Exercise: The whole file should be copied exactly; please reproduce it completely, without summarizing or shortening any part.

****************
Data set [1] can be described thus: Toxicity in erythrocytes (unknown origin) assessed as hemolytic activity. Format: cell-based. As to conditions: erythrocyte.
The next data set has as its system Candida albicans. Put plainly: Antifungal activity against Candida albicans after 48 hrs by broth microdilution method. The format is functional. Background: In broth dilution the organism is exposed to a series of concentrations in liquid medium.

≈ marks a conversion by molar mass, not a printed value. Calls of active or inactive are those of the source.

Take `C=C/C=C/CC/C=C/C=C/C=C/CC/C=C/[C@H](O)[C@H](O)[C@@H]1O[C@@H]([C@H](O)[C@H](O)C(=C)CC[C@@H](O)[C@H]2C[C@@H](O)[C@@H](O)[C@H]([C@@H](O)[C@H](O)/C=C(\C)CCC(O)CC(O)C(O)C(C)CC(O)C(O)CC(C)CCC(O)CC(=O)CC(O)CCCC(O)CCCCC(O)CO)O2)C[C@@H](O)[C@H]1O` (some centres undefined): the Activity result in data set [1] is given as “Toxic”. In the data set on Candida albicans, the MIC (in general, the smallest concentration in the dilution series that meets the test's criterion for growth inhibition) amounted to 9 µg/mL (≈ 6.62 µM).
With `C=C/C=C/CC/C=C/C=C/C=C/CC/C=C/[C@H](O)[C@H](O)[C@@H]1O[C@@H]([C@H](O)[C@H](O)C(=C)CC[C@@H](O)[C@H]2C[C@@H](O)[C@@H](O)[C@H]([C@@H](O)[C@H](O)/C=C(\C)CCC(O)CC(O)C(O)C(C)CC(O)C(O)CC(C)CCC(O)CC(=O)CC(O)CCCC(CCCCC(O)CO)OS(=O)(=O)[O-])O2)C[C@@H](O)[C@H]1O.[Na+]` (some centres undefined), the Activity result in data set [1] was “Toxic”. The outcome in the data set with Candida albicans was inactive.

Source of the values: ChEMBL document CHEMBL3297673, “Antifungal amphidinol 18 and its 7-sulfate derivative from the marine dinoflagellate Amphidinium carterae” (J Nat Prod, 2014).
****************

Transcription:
Data set [1] can be described thus: Toxicity in erythrocytes (unknown origin) assessed as hemolytic activity. Format: cell-based. As to conditions: erythrocyte.
The next data set has as its system Candida albicans. Put plainly: Antifungal activity against Candida albicans after 48 hrs by broth microdilution method. The format is functional. Background: In broth dilution the organism is exposed to a series of concentrations in liquid medium.

≈ marks a conversion by molar mass, not a printed value. Calls of active or inactive are those of the source.

Take `C=C/C=C/CC/C=C/C=C/C=C/CC/C=C/[C@H](O)[C@H](O)[C@@H]1O[C@@H]([C@H](O)[C@H](O)C(=C)CC[C@@H](O)[C@H]2C[C@@H](O)[C@@H](O)[C@H]([C@@H](O)[C@H](O)/C=C(\C)CCC(O)CC(O)C(O)C(C)CC(O)C(O)CC(C)CCC(O)CC(=O)CC(O)CCCC(O)CCCCC(O)CO)O2)C[C@@H](O)[C@H]1O` (some centres undefined): the Activity result in data set [1] is given as “Toxic”. In the data set on Candida albicans, the MIC (in general, the smallest concentration in the dilution series that meets the test's criterion for growth inhibition) amounted to 9 µg/mL (≈ 6.62 µM).
With `C=C/C=C/CC/C=C/C=C/C=C/CC/C=C/[C@H](O)[C@H](O)[C@@H]1O[C@@H]([C@H](O)[C@H](O)C(=C)CC[C@@H](O)[C@H]2C[C@@H](O)[C@@H](O)[C@H]([C@@H](O)[C@H](O)/C=C(\C)CCC(O)CC(O)C(O)C(C)CC(O)C(O)CC(C)CCC(O)CC(=O)CC(O)CCCC(CCCCC(O)CO)OS(=O)(=O)[O-])O2)C[C@@H](O)[C@H]1O.[Na+]` (some centres undefined), the Activity result in data set [1] was “Toxic”. The outcome in the data set with Candida albicans was inactive.

Source of the values: ChEMBL document CHEMBL3297673, “Antifungal amphidinol 18 and its 7-sulfate derivative from the marine dinoflagellate Amphidinium carterae” (J Nat Prod, 2014).